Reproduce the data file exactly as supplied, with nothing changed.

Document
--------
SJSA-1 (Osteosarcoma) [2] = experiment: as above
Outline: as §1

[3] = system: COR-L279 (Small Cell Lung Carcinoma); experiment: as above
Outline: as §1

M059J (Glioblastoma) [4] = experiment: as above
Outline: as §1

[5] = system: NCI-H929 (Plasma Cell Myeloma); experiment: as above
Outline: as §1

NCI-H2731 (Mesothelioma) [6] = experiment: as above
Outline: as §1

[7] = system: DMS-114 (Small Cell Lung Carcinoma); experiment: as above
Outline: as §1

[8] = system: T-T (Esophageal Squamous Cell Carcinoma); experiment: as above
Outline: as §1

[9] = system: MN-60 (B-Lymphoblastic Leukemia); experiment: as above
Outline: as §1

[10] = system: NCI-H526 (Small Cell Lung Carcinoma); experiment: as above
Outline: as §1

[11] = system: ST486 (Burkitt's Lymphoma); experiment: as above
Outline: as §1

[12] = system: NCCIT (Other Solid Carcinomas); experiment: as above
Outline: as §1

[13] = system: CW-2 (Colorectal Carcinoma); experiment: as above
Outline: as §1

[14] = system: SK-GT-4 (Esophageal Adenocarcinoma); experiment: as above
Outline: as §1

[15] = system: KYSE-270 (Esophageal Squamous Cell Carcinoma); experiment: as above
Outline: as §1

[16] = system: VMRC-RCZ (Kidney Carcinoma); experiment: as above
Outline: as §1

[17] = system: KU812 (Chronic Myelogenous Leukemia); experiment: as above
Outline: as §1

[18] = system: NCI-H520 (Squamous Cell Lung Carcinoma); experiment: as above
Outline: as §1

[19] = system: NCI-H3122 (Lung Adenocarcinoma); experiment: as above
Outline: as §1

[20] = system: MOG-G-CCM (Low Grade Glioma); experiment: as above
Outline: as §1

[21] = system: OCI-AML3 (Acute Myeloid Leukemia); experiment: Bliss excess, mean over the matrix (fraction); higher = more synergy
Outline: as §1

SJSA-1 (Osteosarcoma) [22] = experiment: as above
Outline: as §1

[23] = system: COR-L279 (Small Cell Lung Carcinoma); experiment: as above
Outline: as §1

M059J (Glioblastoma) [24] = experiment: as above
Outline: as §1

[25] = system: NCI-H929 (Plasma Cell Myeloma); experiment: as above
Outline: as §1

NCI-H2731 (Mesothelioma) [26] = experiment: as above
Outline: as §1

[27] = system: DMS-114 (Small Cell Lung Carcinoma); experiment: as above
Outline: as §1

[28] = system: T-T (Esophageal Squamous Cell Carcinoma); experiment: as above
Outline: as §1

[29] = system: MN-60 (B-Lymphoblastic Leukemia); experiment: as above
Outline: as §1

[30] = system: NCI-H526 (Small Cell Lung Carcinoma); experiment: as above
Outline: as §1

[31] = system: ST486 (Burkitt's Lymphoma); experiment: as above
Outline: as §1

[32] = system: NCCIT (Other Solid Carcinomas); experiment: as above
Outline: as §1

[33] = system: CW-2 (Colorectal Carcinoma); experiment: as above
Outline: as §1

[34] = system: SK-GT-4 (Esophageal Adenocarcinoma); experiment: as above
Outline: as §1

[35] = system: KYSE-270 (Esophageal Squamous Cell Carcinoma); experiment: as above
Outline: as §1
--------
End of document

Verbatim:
SJSA-1 (Osteosarcoma) [2] = experiment: as above
Outline: as §1

[3] = system: COR-L279 (Small Cell Lung Carcinoma); experiment: as above
Outline: as §1

M059J (Glioblastoma) [4] = experiment: as above
Outline: as §1

[5] = system: NCI-H929 (Plasma Cell Myeloma); experiment: as above
Outline: as §1

NCI-H2731 (Mesothelioma) [6] = experiment: as above
Outline: as §1

[7] = system: DMS-114 (Small Cell Lung Carcinoma); experiment: as above
Outline: as §1

[8] = system: T-T (Esophageal Squamous Cell Carcinoma); experiment: as above
Outline: as §1

[9] = system: MN-60 (B-Lymphoblastic Leukemia); experiment: as above
Outline: as §1

[10] = system: NCI-H526 (Small Cell Lung Carcinoma); experiment: as above
Outline: as §1

[11] = system: ST486 (Burkitt's Lymphoma); experiment: as above
Outline: as §1

[12] = system: NCCIT (Other Solid Carcinomas); experiment: as above
Outline: as §1

[13] = system: CW-2 (Colorectal Carcinoma); experiment: as above
Outline: as §1

[14] = system: SK-GT-4 (Esophageal Adenocarcinoma); experiment: as above
Outline: as §1

[15] = system: KYSE-270 (Esophageal Squamous Cell Carcinoma); experiment: as above
Outline: as §1

[16] = system: VMRC-RCZ (Kidney Carcinoma); experiment: as above
Outline: as §1

[17] = system: KU812 (Chronic Myelogenous Leukemia); experiment: as above
Outline: as §1

[18] = system: NCI-H520 (Squamous Cell Lung Carcinoma); experiment: as above
Outline: as §1

[19] = system: NCI-H3122 (Lung Adenocarcinoma); experiment: as above
Outline: as §1

[20] = system: MOG-G-CCM (Low Grade Glioma); experiment: as above
Outline: as §1

[21] = system: OCI-AML3 (Acute Myeloid Leukemia); experiment: Bliss excess, mean over the matrix (fraction); higher = more synergy
Outline: as §1

SJSA-1 (Osteosarcoma) [22] = experiment: as above
Outline: as §1

[23] = system: COR-L279 (Small Cell Lung Carcinoma); experiment: as above
Outline: as §1

M059J (Glioblastoma) [24] = experiment: as above
Outline: as §1

[25] = system: NCI-H929 (Plasma Cell Myeloma); experiment: as above
Outline: as §1

NCI-H2731 (Mesothelioma) [26] = experiment: as above
Outline: as §1

[27] = system: DMS-114 (Small Cell Lung Carcinoma); experiment: as above
Outline: as §1

[28] = system: T-T (Esophageal Squamous Cell Carcinoma); experiment: as above
Outline: as §1

[29] = system: MN-60 (B-Lymphoblastic Leukemia); experiment: as above
Outline: as §1

[30] = system: NCI-H526 (Small Cell Lung Carcinoma); experiment: as above
Outline: as §1

[31] = system: ST486 (Burkitt's Lymphoma); experiment: as above
Outline: as §1

[32] = system: NCCIT (Other Solid Carcinomas); experiment: as above
Outline: as §1

[33] = system: CW-2 (Colorectal Carcinoma); experiment: as above
Outline: as §1

[34] = system: SK-GT-4 (Esophageal Adenocarcinoma); experiment: as above
Outline: as §1

[35] = system: KYSE-270 (Esophageal Squamous Cell Carcinoma); experiment: as above
Outline: as §1